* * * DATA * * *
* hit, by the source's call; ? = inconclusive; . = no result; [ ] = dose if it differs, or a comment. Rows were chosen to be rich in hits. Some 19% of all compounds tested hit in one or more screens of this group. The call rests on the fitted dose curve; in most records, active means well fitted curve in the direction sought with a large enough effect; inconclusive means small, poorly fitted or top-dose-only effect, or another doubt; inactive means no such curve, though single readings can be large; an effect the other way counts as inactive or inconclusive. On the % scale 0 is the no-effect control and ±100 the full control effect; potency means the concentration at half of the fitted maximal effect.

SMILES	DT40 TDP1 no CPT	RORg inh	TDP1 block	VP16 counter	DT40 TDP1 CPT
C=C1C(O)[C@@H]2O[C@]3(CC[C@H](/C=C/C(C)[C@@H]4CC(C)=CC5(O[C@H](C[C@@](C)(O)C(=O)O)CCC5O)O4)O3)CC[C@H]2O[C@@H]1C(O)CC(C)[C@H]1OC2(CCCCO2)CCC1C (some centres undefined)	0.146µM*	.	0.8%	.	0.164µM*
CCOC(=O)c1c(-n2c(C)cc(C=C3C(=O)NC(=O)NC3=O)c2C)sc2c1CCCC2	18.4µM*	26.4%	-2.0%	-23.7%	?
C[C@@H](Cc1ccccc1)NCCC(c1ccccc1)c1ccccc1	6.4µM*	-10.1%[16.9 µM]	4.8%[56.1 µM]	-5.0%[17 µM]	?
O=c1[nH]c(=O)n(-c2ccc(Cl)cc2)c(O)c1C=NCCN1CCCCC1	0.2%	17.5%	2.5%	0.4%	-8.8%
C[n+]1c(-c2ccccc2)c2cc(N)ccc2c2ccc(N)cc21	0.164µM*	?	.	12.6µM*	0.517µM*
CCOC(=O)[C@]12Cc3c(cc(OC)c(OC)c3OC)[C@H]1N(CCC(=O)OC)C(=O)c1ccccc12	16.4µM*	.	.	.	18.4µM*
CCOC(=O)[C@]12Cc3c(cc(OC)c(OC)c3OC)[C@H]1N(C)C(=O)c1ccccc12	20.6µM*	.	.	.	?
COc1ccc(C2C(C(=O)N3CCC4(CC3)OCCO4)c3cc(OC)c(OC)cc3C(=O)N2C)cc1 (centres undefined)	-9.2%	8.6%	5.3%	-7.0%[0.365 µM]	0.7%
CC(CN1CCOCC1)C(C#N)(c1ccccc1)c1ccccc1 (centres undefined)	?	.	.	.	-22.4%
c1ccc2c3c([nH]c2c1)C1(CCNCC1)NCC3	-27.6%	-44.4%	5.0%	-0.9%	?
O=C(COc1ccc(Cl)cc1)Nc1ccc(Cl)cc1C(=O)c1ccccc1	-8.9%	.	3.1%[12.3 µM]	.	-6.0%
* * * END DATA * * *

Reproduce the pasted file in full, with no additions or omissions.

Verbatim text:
* hit, by the source's call; ? = inconclusive; . = no result; [ ] = dose if it differs, or a comment. Rows were chosen to be rich in hits. Some 19% of all compounds tested hit in one or more screens of this group. The call rests on the fitted dose curve; in most records, active means well fitted curve in the direction sought with a large enough effect; inconclusive means small, poorly fitted or top-dose-only effect, or another doubt; inactive means no such curve, though single readings can be large; an effect the other way counts as inactive or inconclusive. On the % scale 0 is the no-effect control and ±100 the full control effect; potency means the concentration at half of the fitted maximal effect.

SMILES	DT40 TDP1 no CPT	RORg inh	TDP1 block	VP16 counter	DT40 TDP1 CPT
C=C1C(O)[C@@H]2O[C@]3(CC[C@H](/C=C/C(C)[C@@H]4CC(C)=CC5(O[C@H](C[C@@](C)(O)C(=O)O)CCC5O)O4)O3)CC[C@H]2O[C@@H]1C(O)CC(C)[C@H]1OC2(CCCCO2)CCC1C (some centres undefined)	0.146µM*	.	0.8%	.	0.164µM*
CCOC(=O)c1c(-n2c(C)cc(C=C3C(=O)NC(=O)NC3=O)c2C)sc2c1CCCC2	18.4µM*	26.4%	-2.0%	-23.7%	?
C[C@@H](Cc1ccccc1)NCCC(c1ccccc1)c1ccccc1	6.4µM*	-10.1%[16.9 µM]	4.8%[56.1 µM]	-5.0%[17 µM]	?
O=c1[nH]c(=O)n(-c2ccc(Cl)cc2)c(O)c1C=NCCN1CCCCC1	0.2%	17.5%	2.5%	0.4%	-8.8%
C[n+]1c(-c2ccccc2)c2cc(N)ccc2c2ccc(N)cc21	0.164µM*	?	.	12.6µM*	0.517µM*
CCOC(=O)[C@]12Cc3c(cc(OC)c(OC)c3OC)[C@H]1N(CCC(=O)OC)C(=O)c1ccccc12	16.4µM*	.	.	.	18.4µM*
CCOC(=O)[C@]12Cc3c(cc(OC)c(OC)c3OC)[C@H]1N(C)C(=O)c1ccccc12	20.6µM*	.	.	.	?
COc1ccc(C2C(C(=O)N3CCC4(CC3)OCCO4)c3cc(OC)c(OC)cc3C(=O)N2C)cc1 (centres undefined)	-9.2%	8.6%	5.3%	-7.0%[0.365 µM]	0.7%
CC(CN1CCOCC1)C(C#N)(c1ccccc1)c1ccccc1 (centres undefined)	?	.	.	.	-22.4%
c1ccc2c3c([nH]c2c1)C1(CCNCC1)NCC3	-27.6%	-44.4%	5.0%	-0.9%	?
O=C(COc1ccc(Cl)cc1)Nc1ccc(Cl)cc1C(=O)c1ccccc1	-8.9%	.	3.1%[12.3 µM]	.	-6.0%